They're People, Not the Problem


After a lot of thought and discussion on a certain topic dear to my heart, I feel the need to address a huge problem I’m just now beginning to fully realize within the homeschooling community as a whole.  

The problem: Labeling and stereotyping people who are/were publicly schooled. 

This problem that I see running rampant through the homeschool community is our tendency to lump “publicschoolers” under one huge umbrella, namely that of Bad Government Stuff and Ungodly Kids Who Don’t Think At All the Way We Do.   But do y’all see what happens when we do this?  We’re basically combining the people with the problem, failing to see these people as having been made in God’s image.  The people who are/ have been public schooled are not the problem.  The real problem is the government-fed education system itself. 

Over the course of my life, I have been blessed to know many, many wonderful (and Godly!) people around my age who went to public school, and to this day, some of them are my dearest friends. Yes, they did  some things differently from me, and sometimes their personal tastes didn’t line up with my beliefs.  And whenever this happened, my parents were quick to discuss it with my siblings and me:  “We don’t do that.”  or “We do not talk that way.” But this was not a reason to reject them and categorize them as stupid or “bad”.  Remember, kids don’t often have a choice in what kind of schooling they receive.  An overwhelming number of my  public-schooled friends always told me they wanted to be homeschooled, but their parents would have none of it.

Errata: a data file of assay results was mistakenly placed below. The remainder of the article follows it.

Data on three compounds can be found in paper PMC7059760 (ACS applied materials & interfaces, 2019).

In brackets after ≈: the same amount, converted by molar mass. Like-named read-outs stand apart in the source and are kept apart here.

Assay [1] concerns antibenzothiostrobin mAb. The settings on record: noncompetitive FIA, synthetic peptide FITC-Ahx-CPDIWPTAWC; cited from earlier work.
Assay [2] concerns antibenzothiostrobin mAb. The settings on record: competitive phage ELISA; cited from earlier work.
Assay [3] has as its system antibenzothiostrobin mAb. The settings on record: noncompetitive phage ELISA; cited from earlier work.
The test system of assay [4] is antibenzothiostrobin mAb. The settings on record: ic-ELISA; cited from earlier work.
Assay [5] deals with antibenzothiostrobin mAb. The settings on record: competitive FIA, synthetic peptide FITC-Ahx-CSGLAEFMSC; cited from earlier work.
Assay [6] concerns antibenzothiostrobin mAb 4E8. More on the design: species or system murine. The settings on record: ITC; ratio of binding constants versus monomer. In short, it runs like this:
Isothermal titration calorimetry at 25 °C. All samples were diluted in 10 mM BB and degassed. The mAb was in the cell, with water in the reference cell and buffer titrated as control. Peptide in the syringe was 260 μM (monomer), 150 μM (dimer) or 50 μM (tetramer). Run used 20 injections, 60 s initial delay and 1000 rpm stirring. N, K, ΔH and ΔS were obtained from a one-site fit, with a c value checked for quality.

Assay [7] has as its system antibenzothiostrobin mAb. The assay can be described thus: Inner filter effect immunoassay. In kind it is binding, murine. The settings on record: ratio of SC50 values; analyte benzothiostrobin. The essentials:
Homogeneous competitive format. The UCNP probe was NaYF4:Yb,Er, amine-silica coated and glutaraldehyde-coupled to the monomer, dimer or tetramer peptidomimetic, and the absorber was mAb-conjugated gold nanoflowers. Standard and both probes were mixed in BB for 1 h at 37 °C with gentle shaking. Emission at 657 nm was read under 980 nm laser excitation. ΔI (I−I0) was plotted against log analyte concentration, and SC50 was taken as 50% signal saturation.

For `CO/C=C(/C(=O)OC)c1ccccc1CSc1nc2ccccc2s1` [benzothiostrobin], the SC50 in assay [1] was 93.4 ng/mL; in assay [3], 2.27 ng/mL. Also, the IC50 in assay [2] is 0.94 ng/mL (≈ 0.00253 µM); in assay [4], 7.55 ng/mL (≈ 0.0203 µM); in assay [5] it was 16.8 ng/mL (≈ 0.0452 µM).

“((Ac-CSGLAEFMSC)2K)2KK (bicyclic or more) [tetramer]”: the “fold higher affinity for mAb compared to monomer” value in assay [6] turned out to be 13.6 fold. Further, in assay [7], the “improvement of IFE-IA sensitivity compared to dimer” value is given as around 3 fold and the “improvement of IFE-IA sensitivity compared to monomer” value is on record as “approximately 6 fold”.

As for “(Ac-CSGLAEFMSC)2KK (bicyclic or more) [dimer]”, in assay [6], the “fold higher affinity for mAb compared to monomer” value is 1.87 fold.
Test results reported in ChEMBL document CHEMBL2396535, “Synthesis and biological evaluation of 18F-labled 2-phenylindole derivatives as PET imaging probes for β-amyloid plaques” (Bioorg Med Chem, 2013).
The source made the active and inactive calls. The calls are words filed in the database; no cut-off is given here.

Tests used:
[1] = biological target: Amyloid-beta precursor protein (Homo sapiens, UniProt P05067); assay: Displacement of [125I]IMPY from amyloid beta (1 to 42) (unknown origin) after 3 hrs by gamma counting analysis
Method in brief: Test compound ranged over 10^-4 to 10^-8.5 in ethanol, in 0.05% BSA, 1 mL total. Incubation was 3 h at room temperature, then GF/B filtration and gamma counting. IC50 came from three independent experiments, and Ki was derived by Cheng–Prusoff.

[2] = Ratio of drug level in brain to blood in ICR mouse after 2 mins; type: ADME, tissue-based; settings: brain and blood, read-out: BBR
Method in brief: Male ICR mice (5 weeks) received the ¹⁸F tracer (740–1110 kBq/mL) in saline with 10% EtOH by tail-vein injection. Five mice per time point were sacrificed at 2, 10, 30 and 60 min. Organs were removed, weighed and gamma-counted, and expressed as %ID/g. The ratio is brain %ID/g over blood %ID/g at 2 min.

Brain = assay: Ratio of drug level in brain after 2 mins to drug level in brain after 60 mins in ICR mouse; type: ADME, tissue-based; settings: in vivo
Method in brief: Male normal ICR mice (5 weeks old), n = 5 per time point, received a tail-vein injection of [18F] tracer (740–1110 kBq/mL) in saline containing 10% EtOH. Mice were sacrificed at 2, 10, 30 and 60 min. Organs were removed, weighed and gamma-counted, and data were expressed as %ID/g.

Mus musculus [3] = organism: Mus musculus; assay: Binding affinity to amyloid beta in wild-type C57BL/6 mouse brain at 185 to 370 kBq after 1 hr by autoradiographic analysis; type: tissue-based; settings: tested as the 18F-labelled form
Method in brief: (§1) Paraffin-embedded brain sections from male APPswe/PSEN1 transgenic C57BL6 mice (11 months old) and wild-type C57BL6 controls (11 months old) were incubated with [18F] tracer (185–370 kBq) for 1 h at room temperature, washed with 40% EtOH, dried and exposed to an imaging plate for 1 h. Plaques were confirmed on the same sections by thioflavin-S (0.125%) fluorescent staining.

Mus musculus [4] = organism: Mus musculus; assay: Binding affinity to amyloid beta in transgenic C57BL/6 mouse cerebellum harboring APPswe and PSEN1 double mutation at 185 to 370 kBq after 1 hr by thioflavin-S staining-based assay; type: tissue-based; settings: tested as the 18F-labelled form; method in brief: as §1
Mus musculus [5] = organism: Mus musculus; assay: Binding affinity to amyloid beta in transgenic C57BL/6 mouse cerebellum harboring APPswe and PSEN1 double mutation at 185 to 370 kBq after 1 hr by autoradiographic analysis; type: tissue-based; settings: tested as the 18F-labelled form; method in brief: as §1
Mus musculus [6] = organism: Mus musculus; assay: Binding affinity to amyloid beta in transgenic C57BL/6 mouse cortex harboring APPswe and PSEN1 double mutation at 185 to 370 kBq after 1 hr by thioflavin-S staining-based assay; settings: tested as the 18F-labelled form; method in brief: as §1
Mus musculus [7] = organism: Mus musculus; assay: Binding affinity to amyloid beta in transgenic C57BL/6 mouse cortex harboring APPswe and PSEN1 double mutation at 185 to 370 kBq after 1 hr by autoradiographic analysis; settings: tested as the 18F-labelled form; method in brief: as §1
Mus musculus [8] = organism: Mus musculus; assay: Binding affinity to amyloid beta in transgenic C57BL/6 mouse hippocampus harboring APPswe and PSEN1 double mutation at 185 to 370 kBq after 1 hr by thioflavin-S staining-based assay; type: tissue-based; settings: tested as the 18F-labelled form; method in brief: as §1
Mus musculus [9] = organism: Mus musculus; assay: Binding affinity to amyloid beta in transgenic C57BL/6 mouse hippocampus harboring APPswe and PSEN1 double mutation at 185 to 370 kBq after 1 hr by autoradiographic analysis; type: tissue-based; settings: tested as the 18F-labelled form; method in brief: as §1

Also, I have heard the argument (from some people, not all) that  lots of kids who have gone to public school often lose their faith, that there’s no/little Christianity in the schools, etc.   This is absolutely untrue.  You would not believe how many public-schooled people I know who are absolutely on fire for God.   They are committed to shining His light around them, and they truly have a heart for Christ.  They inspire me.  And what’s more, the ones I’ve known from childhood have always been that way, not just recently. 

And what about their education?  Well…obviously, I believe that the best education is always going to be achieved at home and “in the field,” so to speak, not in stuffy, standardized, secular classrooms.  However.  I also know many, many public-schooled people who are absolutely brilliant.  They have goals and they know how to achieve them.   Sure, they may be the exception to the rule (and yet I still pity them for not receiving home education 🙂 ).  But my point is that we can’t lump all public-schooled kids under the ideology of “publicschooled and stupid”, whether consciously or unconsciously.